Editor’s Note: This story has been updated to reflect the difference between the speed limit sign installation project and other efforts to mitigate speed on neighborhood streets.
AUSTIN (KXAN)— The Austin Transportation Department will start installing speed limit signs to reflect reduced speeds in neighborhoods in its effort to reduce crashes, according to a city memo.
Austin Transportation has started installing the new speed limit signs in neighborhoods and hopes to have them completed by the end of the year as part of its Speed Management Program, according to the memo.
Austin Transportation workers have already installed the new speed limit signs in downtown and other streets around the city that are not in neighborhoods, according to the memo.
Starting next year, 25 mile-per-hour speed limit signs will be put at the entrance of neighborhoods with streets that are less than 36 feet wide and have front-facing residences.
In June, city council voted to establish a 25 mile-per-hour speed limit in neighborhoods and the downtown area. Other streets around the city will have either a 30, 35 or 40 mile-per-hour speed limit.
The Speed Management program reviews street data and makes recommendations to changes or reductions in speed limits where needed, according to their website. The program also applies “traffic calming treatments” — such as curb extensions, speed humps or a speed monitoring device — where needed, according Austin Transportation’s traffic calming toolkit.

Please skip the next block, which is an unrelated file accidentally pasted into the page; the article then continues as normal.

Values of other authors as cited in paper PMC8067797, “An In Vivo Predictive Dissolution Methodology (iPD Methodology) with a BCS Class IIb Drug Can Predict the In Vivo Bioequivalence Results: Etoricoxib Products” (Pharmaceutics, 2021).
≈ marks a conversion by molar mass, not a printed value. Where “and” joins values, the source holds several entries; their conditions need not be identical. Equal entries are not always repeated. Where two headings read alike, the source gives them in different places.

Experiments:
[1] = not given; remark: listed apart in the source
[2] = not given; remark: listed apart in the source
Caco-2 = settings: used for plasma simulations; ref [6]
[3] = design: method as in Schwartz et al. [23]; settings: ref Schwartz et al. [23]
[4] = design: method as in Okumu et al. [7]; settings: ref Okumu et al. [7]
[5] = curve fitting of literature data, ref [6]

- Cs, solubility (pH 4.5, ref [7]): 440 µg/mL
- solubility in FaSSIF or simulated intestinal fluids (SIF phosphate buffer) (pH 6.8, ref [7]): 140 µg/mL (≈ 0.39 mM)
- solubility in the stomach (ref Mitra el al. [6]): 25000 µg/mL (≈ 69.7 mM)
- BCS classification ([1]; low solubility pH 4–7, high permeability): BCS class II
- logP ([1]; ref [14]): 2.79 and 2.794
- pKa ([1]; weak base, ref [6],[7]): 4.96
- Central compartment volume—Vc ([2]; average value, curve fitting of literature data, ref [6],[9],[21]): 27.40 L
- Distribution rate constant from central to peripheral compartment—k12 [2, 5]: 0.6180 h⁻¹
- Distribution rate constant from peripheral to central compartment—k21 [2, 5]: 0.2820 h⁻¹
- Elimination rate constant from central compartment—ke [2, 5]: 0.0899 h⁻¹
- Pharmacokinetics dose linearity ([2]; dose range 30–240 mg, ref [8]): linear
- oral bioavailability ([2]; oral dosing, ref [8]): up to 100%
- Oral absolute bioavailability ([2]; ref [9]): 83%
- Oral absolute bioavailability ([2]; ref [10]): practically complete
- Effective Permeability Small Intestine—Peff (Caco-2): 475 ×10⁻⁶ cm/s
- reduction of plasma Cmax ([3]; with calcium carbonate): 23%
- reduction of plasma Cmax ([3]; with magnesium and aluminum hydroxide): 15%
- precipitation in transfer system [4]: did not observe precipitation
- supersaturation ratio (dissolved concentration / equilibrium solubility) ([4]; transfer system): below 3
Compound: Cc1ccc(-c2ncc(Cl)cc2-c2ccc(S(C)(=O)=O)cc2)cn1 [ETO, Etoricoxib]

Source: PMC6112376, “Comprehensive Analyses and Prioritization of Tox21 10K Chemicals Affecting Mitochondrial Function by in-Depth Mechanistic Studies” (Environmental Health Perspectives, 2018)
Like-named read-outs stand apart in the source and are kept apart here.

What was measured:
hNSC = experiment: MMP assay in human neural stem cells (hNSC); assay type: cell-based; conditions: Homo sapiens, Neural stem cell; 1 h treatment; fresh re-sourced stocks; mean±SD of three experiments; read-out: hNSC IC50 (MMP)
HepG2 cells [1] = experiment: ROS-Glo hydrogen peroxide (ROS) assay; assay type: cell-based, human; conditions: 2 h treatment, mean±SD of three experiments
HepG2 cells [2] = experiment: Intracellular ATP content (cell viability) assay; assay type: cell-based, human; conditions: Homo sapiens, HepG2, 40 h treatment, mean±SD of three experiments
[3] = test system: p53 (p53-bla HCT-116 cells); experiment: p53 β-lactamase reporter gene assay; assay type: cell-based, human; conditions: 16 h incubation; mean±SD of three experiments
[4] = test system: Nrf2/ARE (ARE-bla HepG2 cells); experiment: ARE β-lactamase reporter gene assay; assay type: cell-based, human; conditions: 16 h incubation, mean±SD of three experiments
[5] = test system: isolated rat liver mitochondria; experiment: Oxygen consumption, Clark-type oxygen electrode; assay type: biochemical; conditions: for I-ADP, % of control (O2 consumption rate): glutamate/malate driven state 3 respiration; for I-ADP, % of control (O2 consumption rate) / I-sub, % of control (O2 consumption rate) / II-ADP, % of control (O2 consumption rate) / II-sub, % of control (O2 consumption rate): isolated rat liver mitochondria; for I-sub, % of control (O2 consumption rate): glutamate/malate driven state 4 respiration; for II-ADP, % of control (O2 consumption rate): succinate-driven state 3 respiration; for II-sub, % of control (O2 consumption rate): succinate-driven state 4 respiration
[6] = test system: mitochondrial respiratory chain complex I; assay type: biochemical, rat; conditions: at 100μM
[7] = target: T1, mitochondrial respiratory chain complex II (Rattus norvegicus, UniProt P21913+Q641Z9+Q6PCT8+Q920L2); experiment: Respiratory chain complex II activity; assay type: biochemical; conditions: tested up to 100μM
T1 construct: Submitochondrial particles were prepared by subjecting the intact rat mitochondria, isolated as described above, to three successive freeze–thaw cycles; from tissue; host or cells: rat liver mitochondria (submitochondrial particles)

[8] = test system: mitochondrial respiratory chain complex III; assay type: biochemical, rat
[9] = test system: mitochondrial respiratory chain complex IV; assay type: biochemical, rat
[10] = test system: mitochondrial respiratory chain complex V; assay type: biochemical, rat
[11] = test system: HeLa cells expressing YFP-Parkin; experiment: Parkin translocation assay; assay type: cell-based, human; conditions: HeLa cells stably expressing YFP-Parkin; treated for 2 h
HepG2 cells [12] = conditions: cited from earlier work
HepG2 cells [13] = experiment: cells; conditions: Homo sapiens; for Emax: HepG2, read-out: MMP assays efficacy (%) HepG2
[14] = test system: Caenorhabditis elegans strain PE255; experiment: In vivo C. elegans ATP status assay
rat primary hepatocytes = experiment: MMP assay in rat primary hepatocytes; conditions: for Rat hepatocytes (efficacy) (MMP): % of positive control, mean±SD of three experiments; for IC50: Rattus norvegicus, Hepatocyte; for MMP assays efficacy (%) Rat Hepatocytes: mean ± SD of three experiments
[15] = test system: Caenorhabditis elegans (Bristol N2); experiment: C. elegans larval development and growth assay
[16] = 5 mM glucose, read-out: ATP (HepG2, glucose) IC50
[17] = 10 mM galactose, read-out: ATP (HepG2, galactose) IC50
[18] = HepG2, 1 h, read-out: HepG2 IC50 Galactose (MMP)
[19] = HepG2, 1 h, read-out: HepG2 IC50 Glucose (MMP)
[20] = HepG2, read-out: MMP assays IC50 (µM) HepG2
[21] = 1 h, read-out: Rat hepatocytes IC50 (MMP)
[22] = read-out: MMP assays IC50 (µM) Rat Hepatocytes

To determine where traffic calming treatments needed to be added, Austin Transportation looked at a neighborhood’s crash history, risk characteristics and speed limits. They also looked at existing sidewalks, how close where community places such as a park or library and public transit, according to their Austin Transportation’s Speed Management Program website.
According to Austin Transportation’s Speed Management website, speeding is one of the primary factors that contribute to most fatal crashes in Austin, along with intoxication, distraction, and failure to yield. In the United States, 10,000 people lose their lives as a result from speed-related crashes, according to the Speed Management website.
Streets that are recommended to get traffic calming treatments include Springdale Road, Webberville Road, Blue Meadow Drive, and others. You can find the list of streets that will have these adjustments made on the Austin Transportation Speed Management program website under the “Traffic Calming Treatments” tab.
ATD expects it will have funding for 14 of these projects, and will hold meetings with neighborhoods to discuss them. All are expected to be completed in 2021.